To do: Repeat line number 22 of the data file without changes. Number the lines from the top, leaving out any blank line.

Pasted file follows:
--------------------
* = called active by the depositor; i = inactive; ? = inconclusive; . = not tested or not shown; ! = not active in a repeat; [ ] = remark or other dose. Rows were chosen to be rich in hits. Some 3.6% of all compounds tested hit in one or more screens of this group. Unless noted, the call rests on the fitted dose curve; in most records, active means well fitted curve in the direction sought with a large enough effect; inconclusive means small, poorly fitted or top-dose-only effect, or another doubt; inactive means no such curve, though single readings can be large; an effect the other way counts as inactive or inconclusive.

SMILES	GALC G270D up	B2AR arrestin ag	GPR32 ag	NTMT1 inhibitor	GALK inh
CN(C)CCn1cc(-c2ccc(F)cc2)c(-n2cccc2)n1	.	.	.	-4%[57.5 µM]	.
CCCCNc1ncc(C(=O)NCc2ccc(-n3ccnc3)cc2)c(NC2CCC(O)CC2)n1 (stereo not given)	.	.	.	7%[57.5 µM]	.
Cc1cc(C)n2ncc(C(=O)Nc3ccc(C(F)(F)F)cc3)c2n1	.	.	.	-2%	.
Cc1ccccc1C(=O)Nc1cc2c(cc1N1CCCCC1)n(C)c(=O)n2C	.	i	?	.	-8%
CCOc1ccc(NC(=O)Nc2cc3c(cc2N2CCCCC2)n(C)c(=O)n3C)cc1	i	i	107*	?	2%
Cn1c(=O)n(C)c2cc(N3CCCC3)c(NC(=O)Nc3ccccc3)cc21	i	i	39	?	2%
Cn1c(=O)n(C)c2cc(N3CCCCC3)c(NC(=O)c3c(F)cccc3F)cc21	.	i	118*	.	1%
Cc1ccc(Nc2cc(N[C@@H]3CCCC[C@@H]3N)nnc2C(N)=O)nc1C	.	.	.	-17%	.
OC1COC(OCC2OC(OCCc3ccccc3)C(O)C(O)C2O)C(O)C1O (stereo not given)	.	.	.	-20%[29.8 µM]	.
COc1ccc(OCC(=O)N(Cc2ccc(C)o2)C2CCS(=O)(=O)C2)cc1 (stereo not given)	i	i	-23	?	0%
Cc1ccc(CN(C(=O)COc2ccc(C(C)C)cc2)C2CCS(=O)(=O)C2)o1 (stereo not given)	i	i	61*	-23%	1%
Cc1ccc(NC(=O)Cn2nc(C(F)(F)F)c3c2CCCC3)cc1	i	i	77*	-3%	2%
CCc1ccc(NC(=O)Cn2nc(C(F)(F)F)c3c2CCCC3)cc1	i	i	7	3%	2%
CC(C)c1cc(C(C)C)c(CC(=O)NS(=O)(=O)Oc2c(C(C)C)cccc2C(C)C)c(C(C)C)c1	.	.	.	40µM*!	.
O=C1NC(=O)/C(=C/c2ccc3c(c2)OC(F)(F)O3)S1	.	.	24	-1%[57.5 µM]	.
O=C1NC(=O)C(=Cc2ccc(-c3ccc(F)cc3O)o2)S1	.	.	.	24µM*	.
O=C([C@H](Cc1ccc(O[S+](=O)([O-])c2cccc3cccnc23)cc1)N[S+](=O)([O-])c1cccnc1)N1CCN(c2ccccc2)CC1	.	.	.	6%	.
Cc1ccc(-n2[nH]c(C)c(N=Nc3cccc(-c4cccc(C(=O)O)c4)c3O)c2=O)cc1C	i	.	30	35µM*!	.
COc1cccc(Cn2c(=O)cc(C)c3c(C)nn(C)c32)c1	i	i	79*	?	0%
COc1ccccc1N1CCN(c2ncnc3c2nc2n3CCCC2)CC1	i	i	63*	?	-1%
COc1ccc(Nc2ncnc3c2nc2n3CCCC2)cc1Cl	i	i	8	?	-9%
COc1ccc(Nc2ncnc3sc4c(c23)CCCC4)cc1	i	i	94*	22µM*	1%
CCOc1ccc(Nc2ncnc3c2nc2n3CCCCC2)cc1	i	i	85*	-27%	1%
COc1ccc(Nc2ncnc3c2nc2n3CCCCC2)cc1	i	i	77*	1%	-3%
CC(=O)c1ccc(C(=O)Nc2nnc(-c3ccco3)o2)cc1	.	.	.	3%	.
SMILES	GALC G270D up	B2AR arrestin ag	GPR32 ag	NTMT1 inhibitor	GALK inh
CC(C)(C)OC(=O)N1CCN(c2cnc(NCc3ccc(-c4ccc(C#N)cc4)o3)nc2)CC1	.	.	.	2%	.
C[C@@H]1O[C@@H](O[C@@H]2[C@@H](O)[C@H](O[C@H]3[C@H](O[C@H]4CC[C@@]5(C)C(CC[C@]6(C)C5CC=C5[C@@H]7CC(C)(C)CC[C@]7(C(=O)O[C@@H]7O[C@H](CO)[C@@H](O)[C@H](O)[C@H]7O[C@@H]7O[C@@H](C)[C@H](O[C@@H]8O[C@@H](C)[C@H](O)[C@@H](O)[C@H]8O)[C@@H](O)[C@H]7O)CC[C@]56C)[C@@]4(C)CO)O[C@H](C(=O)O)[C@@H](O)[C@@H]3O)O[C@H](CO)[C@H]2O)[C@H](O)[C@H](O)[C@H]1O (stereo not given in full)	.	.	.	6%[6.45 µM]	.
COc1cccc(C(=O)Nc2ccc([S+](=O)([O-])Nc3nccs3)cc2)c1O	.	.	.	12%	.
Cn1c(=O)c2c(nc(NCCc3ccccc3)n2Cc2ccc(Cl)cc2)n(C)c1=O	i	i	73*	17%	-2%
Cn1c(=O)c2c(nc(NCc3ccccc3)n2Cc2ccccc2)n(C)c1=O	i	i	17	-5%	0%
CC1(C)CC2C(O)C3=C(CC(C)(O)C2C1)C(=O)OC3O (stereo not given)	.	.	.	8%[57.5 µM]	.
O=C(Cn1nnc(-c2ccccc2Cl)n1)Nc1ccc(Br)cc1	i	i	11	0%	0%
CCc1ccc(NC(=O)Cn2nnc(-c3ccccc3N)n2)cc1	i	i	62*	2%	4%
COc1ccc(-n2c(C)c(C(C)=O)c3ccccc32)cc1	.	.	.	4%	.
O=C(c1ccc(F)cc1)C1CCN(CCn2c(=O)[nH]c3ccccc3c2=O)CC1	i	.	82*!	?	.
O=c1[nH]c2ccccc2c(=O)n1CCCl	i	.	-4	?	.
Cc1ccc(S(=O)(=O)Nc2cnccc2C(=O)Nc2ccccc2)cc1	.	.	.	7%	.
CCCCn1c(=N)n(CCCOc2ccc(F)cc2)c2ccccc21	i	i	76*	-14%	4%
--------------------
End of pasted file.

COc1ccccc1N1CCN(c2ncnc3c2nc2n3CCCC2)CC1	i	i	63*	?	-1%